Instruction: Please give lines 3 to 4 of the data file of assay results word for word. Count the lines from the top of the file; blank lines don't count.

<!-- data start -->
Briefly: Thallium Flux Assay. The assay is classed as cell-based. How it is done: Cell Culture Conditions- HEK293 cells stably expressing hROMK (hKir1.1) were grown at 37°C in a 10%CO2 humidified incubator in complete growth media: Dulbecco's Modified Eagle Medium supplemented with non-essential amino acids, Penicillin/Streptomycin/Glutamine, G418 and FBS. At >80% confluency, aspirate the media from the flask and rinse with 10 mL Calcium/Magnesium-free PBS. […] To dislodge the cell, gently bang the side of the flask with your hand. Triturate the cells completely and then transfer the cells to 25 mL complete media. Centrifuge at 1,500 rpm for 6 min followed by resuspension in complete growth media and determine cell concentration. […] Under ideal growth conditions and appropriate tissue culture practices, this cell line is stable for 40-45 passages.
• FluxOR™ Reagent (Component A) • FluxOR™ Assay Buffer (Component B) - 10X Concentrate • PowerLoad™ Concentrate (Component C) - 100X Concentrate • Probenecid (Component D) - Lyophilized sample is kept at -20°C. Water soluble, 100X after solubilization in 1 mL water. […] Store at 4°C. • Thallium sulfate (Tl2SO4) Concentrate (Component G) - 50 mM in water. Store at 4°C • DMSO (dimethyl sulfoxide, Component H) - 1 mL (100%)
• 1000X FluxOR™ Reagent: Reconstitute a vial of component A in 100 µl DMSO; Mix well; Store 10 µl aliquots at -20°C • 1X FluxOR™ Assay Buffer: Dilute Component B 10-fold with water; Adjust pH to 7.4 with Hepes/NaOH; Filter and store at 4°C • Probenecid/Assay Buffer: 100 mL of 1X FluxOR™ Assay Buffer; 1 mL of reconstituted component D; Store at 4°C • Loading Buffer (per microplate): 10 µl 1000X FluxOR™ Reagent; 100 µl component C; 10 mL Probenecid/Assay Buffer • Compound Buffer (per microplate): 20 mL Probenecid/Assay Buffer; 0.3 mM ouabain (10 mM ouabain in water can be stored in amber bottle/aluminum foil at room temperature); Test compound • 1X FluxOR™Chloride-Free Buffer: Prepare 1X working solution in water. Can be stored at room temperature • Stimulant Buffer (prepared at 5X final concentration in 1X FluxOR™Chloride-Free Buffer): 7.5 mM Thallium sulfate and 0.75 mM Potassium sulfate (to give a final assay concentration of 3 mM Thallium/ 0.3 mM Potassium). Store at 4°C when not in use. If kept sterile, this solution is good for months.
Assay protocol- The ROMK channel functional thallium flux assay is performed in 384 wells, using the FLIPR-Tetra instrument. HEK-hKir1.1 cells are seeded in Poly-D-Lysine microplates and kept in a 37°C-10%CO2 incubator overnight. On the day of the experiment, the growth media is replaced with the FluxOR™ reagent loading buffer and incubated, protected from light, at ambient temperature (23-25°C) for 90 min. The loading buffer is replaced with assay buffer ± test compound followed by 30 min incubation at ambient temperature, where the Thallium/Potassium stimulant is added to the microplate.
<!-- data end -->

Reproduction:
• 1000X FluxOR™ Reagent: Reconstitute a vial of component A in 100 µl DMSO; Mix well; Store 10 µl aliquots at -20°C • 1X FluxOR™ Assay Buffer: Dilute Component B 10-fold with water; Adjust pH to 7.4 with Hepes/NaOH; Filter and store at 4°C • Probenecid/Assay Buffer: 100 mL of 1X FluxOR™ Assay Buffer; 1 mL of reconstituted component D; Store at 4°C • Loading Buffer (per microplate): 10 µl 1000X FluxOR™ Reagent; 100 µl component C; 10 mL Probenecid/Assay Buffer • Compound Buffer (per microplate): 20 mL Probenecid/Assay Buffer; 0.3 mM ouabain (10 mM ouabain in water can be stored in amber bottle/aluminum foil at room temperature); Test compound • 1X FluxOR™Chloride-Free Buffer: Prepare 1X working solution in water. Can be stored at room temperature • Stimulant Buffer (prepared at 5X final concentration in 1X FluxOR™Chloride-Free Buffer): 7.5 mM Thallium sulfate and 0.75 mM Potassium sulfate (to give a final assay concentration of 3 mM Thallium/ 0.3 mM Potassium). Store at 4°C when not in use. If kept sterile, this solution is good for months.
Assay protocol- The ROMK channel functional thallium flux assay is performed in 384 wells, using the FLIPR-Tetra instrument. HEK-hKir1.1 cells are seeded in Poly-D-Lysine microplates and kept in a 37°C-10%CO2 incubator overnight. On the day of the experiment, the growth media is replaced with the FluxOR™ reagent loading buffer and incubated, protected from light, at ambient temperature (23-25°C) for 90 min. The loading buffer is replaced with assay buffer ± test compound followed by 30 min incubation at ambient temperature, where the Thallium/Potassium stimulant is added to the microplate.